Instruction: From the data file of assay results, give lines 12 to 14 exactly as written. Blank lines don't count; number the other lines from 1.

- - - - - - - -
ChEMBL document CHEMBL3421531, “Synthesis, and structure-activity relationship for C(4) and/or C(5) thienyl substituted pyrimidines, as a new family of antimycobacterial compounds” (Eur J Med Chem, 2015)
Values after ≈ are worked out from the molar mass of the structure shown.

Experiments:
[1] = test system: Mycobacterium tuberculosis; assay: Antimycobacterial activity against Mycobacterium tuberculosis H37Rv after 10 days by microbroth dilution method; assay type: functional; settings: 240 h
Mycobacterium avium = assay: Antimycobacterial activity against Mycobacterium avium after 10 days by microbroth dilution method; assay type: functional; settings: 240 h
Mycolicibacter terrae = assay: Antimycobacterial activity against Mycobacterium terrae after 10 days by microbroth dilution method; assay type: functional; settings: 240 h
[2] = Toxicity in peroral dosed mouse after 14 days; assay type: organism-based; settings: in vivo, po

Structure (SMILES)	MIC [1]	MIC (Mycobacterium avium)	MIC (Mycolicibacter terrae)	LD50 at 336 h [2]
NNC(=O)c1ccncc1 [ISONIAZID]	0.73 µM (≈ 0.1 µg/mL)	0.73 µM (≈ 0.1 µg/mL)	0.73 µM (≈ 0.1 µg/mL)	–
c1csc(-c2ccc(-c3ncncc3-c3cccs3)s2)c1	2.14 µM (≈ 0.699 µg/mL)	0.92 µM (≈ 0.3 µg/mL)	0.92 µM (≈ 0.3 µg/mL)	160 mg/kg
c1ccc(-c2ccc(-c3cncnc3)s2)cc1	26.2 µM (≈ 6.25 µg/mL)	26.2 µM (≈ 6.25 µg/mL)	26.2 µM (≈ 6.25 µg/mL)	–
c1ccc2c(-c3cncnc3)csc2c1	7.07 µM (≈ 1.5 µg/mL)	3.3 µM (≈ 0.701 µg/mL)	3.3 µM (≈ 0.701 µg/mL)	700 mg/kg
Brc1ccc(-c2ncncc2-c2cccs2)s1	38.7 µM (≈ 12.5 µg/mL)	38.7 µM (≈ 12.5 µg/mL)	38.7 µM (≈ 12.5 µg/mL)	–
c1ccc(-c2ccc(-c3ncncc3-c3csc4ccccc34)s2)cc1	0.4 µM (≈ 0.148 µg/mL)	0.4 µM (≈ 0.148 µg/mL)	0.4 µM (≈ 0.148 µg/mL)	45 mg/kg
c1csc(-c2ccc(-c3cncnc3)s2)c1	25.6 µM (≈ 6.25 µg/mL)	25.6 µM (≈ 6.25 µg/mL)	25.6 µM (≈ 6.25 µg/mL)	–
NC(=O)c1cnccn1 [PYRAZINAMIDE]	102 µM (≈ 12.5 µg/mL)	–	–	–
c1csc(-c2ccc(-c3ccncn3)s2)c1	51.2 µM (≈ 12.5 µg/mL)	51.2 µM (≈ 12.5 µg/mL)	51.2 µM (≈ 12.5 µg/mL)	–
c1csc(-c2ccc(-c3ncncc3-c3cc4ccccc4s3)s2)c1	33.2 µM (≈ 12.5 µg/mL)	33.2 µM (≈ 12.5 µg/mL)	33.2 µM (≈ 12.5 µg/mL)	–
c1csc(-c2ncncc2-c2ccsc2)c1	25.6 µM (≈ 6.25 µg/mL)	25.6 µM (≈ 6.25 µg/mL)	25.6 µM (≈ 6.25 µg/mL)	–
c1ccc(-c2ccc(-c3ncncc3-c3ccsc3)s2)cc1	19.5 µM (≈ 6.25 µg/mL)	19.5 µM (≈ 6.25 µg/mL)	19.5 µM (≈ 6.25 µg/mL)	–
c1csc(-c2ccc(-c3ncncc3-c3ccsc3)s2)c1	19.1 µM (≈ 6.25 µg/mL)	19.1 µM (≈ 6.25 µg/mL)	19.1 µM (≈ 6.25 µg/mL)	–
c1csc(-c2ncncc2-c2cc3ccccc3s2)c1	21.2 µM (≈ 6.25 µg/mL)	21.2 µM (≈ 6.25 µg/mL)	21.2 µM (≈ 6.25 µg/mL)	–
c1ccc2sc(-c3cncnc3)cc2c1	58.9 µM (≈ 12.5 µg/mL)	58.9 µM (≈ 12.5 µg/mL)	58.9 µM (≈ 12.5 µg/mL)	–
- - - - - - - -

c1ccc2c(-c3cncnc3)csc2c1	7.07 µM (≈ 1.5 µg/mL)	3.3 µM (≈ 0.701 µg/mL)	3.3 µM (≈ 0.701 µg/mL)	700 mg/kg
Brc1ccc(-c2ncncc2-c2cccs2)s1	38.7 µM (≈ 12.5 µg/mL)	38.7 µM (≈ 12.5 µg/mL)	38.7 µM (≈ 12.5 µg/mL)	–
c1ccc(-c2ccc(-c3ncncc3-c3csc4ccccc34)s2)cc1	0.4 µM (≈ 0.148 µg/mL)	0.4 µM (≈ 0.148 µg/mL)	0.4 µM (≈ 0.148 µg/mL)	45 mg/kg